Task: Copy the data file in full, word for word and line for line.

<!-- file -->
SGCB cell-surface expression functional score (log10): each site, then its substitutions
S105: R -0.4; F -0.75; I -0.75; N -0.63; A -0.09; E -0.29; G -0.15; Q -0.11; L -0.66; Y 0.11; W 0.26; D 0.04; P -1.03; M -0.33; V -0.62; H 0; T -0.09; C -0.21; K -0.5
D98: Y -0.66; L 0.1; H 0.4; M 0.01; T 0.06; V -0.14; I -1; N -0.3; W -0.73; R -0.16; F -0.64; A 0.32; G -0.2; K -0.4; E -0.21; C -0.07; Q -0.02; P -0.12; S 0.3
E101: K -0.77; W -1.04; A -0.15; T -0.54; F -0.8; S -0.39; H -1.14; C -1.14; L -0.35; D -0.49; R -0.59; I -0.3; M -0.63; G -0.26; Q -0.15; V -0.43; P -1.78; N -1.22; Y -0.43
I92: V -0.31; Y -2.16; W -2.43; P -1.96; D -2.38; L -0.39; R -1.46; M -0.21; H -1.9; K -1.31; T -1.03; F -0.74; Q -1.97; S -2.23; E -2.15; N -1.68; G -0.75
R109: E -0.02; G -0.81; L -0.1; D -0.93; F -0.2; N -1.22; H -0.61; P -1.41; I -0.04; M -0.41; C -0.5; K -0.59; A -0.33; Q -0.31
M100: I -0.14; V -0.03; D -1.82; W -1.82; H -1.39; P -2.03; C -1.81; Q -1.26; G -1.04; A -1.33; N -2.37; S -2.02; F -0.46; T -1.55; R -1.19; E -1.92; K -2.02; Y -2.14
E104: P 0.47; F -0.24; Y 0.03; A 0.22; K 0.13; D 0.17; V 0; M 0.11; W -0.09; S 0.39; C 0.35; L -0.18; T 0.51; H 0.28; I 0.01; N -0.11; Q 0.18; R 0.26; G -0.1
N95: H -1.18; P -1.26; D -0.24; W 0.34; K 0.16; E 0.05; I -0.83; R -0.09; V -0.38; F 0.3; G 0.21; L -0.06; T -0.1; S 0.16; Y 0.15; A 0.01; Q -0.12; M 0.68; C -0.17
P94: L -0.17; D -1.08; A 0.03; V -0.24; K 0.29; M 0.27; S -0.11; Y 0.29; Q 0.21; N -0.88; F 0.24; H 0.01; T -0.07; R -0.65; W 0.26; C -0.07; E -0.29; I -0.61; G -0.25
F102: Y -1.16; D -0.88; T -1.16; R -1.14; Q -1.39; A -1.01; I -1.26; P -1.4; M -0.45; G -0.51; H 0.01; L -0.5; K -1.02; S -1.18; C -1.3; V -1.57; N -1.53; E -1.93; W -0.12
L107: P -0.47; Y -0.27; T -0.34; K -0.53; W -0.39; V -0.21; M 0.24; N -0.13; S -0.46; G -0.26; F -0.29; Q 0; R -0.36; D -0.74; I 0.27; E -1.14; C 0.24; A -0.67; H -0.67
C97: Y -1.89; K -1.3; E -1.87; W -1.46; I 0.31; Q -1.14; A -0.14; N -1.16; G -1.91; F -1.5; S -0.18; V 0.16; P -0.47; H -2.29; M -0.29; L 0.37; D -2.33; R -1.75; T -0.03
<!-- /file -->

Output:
SGCB cell-surface expression functional score (log10): each site, then its substitutions
S105: R -0.4; F -0.75; I -0.75; N -0.63; A -0.09; E -0.29; G -0.15; Q -0.11; L -0.66; Y 0.11; W 0.26; D 0.04; P -1.03; M -0.33; V -0.62; H 0; T -0.09; C -0.21; K -0.5
D98: Y -0.66; L 0.1; H 0.4; M 0.01; T 0.06; V -0.14; I -1; N -0.3; W -0.73; R -0.16; F -0.64; A 0.32; G -0.2; K -0.4; E -0.21; C -0.07; Q -0.02; P -0.12; S 0.3
E101: K -0.77; W -1.04; A -0.15; T -0.54; F -0.8; S -0.39; H -1.14; C -1.14; L -0.35; D -0.49; R -0.59; I -0.3; M -0.63; G -0.26; Q -0.15; V -0.43; P -1.78; N -1.22; Y -0.43
I92: V -0.31; Y -2.16; W -2.43; P -1.96; D -2.38; L -0.39; R -1.46; M -0.21; H -1.9; K -1.31; T -1.03; F -0.74; Q -1.97; S -2.23; E -2.15; N -1.68; G -0.75
R109: E -0.02; G -0.81; L -0.1; D -0.93; F -0.2; N -1.22; H -0.61; P -1.41; I -0.04; M -0.41; C -0.5; K -0.59; A -0.33; Q -0.31
M100: I -0.14; V -0.03; D -1.82; W -1.82; H -1.39; P -2.03; C -1.81; Q -1.26; G -1.04; A -1.33; N -2.37; S -2.02; F -0.46; T -1.55; R -1.19; E -1.92; K -2.02; Y -2.14
E104: P 0.47; F -0.24; Y 0.03; A 0.22; K 0.13; D 0.17; V 0; M 0.11; W -0.09; S 0.39; C 0.35; L -0.18; T 0.51; H 0.28; I 0.01; N -0.11; Q 0.18; R 0.26; G -0.1
N95: H -1.18; P -1.26; D -0.24; W 0.34; K 0.16; E 0.05; I -0.83; R -0.09; V -0.38; F 0.3; G 0.21; L -0.06; T -0.1; S 0.16; Y 0.15; A 0.01; Q -0.12; M 0.68; C -0.17
P94: L -0.17; D -1.08; A 0.03; V -0.24; K 0.29; M 0.27; S -0.11; Y 0.29; Q 0.21; N -0.88; F 0.24; H 0.01; T -0.07; R -0.65; W 0.26; C -0.07; E -0.29; I -0.61; G -0.25
F102: Y -1.16; D -0.88; T -1.16; R -1.14; Q -1.39; A -1.01; I -1.26; P -1.4; M -0.45; G -0.51; H 0.01; L -0.5; K -1.02; S -1.18; C -1.3; V -1.57; N -1.53; E -1.93; W -0.12
L107: P -0.47; Y -0.27; T -0.34; K -0.53; W -0.39; V -0.21; M 0.24; N -0.13; S -0.46; G -0.26; F -0.29; Q 0; R -0.36; D -0.74; I 0.27; E -1.14; C 0.24; A -0.67; H -0.67
C97: Y -1.89; K -1.3; E -1.87; W -1.46; I 0.31; Q -1.14; A -0.14; N -1.16; G -1.91; F -1.5; S -0.18; V 0.16; P -0.47; H -2.29; M -0.29; L 0.37; D -2.33; R -1.75; T -0.03